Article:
Very little information about visitors to this site is collected or saved. From time to time I look at search terms used and which pages they bring up in an effort to make the information I present more relevant. And the country of origin, just because I’m geeky like that. That’s about it. Depending on how you feel about Schrodinger, our privacy policy should either assuage or exacerbate your paranoia.
Crazymeds is optimized for ridiculously large screens and browsers that don’t block ads. I use Firefox and Chrome, running under Windows 72. On a computer that sits on top of my desk. With a 23 inch monitor. Hey, at least you can make the text larger or smaller by clicking on the + or - buttons in the upper right hand corner. If you have Java enabled. Like 99% of the websites on the planet, Crazymeds is hosted on domain running an open source operating system with a variety of open source applications, including the software used to display what you’ve been reading. As such Crazymeds is not responsible for whatever weird shit your browser does or does not do when you read this site3.
No neurologists, psychiatrists, therapists or pharmacists were harmed in the production of this website. Use only as directed. Void where prohibited. Contains nuts. Certain restrictions may apply. All data are subject to availability. Not available on all mobile devices, in the 12 Galaxies Guiltied to a Zegnatronic Rocket Society, or in all dimensions of reality. Hail Xenu!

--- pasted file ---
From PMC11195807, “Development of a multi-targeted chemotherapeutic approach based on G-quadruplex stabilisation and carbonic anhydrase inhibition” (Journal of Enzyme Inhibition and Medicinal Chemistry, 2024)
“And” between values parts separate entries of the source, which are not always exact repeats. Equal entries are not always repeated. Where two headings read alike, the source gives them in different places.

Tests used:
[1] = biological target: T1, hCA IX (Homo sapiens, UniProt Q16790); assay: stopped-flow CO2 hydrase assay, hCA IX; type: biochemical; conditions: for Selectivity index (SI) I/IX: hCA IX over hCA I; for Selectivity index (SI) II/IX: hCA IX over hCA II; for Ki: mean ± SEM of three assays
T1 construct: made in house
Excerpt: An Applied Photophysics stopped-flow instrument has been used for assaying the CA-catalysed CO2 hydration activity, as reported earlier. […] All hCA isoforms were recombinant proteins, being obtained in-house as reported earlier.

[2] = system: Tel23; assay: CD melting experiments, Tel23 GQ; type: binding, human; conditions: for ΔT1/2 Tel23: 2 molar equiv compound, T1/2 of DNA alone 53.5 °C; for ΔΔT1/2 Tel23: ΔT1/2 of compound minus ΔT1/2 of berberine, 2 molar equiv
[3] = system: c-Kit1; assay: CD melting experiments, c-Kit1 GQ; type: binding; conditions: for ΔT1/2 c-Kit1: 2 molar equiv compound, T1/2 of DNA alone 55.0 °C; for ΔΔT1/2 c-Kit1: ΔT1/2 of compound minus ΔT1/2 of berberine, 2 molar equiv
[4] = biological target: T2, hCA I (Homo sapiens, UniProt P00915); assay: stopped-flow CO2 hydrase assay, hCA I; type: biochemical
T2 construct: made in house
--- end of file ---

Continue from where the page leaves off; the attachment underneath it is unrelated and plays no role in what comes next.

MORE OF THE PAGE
‘Everything is true, nothing is permitted.’ - Jerod Poore


1 While there are plenty of books to help you with hypochondria, for some reason there’s not much in the way of websites. Then again, staying off of the Internet is a large part of curing/managing the disorder.

2 Remember kids, Microsloth operating systems are like TOS Star Trek movies with in that every other one sucks way, way more. With TOS Star Trek movies you don’t want to bother watching the odd-numbered ones. With Microsloth OS you don’t want to buy and install the even-numbered ones. Anyone who remembers ME and Vista knows what I mean.

3 Have I mentioned how open source operating systems for commercial applications is one of the dumbest ideas in the history of dumb ideas?* I don’t even need my big-ass rant any more. Heartbleed has made my case for me. And that’s just the one that got all the media attention. The very nature of an open source operating system makes security as much of an illusion as anonymity on teh Intergoogles. Before you flip out too much: the domain Crazymeds is hosted on uses a version of SSL that is not affected by the Heartbleed bug. That’s one of the many reasons why I pay a lot of money and keep this site on Lunarpages.

* Yes, I know I’m using open source browsers. I also test the site using the now-defunct IE and Safari browsers. Their popularity - and superiority - killed IE and Safari, so that’s why I rely on the open source browsers. It’s like brand vs. generic meds. Sometimes the generic is better than the brand.